Groups Accuse Apple Supplier in China of Labor Violations

Thursday, September 4, 2014

Source: The New York Times
By Neil Gough and Brian X. Chen
HONG KONG — With its stock near a high and its latest iPhone expected to be introduced on Tuesday, Apple is facing new accusations of violations of labor rights and workplace safety at a supplier in China.

The allegations involve employees at a factory in the eastern China city of Suqian that is owned by Catcher Technology, a Taiwan company, and that makes metal casings for Apple iPads and for other consumer electronics companies.

The employees are made to work excessive overtime and handle toxic chemicals without proper protective clothing, according to a report released Thursday by Green America, an environmental nonprofit group, and China Labor Watch, a workers’ rights group based in New York.
Apple, like Samsung and several other multinational companies, has previously faced scrutiny over the working conditions at the factories in China where its products are made. But the allegations in the latest report suggest that the company might need to increase its vigilance further over the 200 major global suppliers that account for 97 percent of Apple’s component costs.

In a statement on Thursday, Apple said its most recent annual audit of the Suqian plant, in May, had “found some concrete areas for improvement in Catcher’s operations, and we worked with Catcher to develop a corrective action plan.”

Apple had scheduled a follow-up visit to the plant for next month but dispatched a team immediately to investigate the allegations in the new report, Chris Gaither, an Apple spokesman, said in a statement on Thursday.

An undercover investigation by China Labor Watch at the Suqian plant last month found that fire exits were locked and that flammable aluminum-magnesium alloy dust and shavings filled the air and littered the floors of some workshops. Investigators also found that employees were forced to work as many as 100 hours of overtime a month and failed to receive the social insurance payments required under Chinese law, according to the report. It said the plant made aluminum covers for a coming iPad and parts for the iPhone 5.

Workers at the plant, about 300 miles northwest of Shanghai, in Jiangsu Province, were also required by Catcher to sign forms saying they had completed safety training, even though they had received none, according to the report.

China Labor Watch privately raised concerns about conditions at the Suqian plant with Apple in April 2013, after an earlier undercover investigation. According to the group, Apple responded at the time by conducting its own inspection, after which it said that Catcher would make changes, especially those related to occupational safety.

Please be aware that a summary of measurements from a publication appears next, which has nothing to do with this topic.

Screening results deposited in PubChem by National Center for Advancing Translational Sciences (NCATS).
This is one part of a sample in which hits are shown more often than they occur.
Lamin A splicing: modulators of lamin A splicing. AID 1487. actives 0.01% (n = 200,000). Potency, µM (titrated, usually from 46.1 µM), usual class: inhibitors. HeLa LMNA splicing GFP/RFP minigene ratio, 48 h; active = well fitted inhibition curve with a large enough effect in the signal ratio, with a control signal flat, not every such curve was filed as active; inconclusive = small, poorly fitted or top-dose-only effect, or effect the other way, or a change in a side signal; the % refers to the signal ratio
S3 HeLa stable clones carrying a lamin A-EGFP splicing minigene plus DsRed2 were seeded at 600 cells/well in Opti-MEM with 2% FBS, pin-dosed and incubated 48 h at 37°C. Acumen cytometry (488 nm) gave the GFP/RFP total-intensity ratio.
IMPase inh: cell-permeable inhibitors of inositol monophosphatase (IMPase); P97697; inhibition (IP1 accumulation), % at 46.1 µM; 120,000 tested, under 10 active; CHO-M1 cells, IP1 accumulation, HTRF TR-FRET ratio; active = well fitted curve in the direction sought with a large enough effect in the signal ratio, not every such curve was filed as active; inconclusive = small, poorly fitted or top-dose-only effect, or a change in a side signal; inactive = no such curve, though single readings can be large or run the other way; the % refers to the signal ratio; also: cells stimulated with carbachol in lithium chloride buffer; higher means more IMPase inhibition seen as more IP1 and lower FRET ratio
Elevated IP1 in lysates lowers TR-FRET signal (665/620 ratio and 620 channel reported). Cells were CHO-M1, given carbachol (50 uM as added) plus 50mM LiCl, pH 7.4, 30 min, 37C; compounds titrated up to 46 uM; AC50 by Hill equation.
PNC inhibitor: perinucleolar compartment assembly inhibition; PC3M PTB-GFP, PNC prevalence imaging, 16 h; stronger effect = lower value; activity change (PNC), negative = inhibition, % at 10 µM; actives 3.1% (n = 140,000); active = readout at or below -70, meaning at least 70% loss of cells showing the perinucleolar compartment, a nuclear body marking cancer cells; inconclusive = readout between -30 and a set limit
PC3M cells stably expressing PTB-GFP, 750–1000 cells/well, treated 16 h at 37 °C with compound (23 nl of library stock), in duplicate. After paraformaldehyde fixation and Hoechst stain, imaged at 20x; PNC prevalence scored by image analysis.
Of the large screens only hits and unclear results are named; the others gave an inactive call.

“The health and safety violations found in this factory two years in a row are startling,” said Elizabeth O’Connell, campaigns director at Green America.

Apple’s audits showed that the plant’s aluminum-polishing systems exceeded international safety standards, Mr. Gaither of Apple wrote, while a fire safety inspection last week corrected some of the problems identified in the report, like unblocking corridors and fire exits. He said that the plant made cases for the iPad and MacBook but did not mention iPhone parts.
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Regarding the allegation of excessive overtime, Mr. Gaither said Catcher had averaged 95 percent compliance, as of the end of August, with the maximum 60-hour workweek that Apple enforces.

“We are deeply concerned about the claims made by China Labor Watch, and we take the report very seriously,” Catcher Technology, based in Tainan, Taiwan, said in a statement on Thursday. “We are committed to following Apple’s supplier code of conduct and will investigate thoroughly.”

In response to previous allegations of poor working conditions at suppliers’ factories, Apple, based in Cupertino, Calif., has placed a greater focus in recent years on auditing its sprawling global network of suppliers. The company said that last year it conducted 451 audits of suppliers, up from 298 in 2012, and that 173 of those had been first-time audits. Apple said that last month it took steps to ban the use of the harmful chemicals benzene and n-hexane at its 22 final assembly factories.

China remains Apple’s biggest single source of suppliers, and it is also where most of the company’s products are assembled.

In a report on Monday, analysts at Bank of America’s Merrill Lynch unit in Hong Kong estimated that the expected release next week of the iPhone 6 could add around 1 percent a month to China’s export growth rate for the rest of this year. The analysts arrived at that figure after deducting the $10 billion or so in new iPhones that they expect will be sold locally in China this year.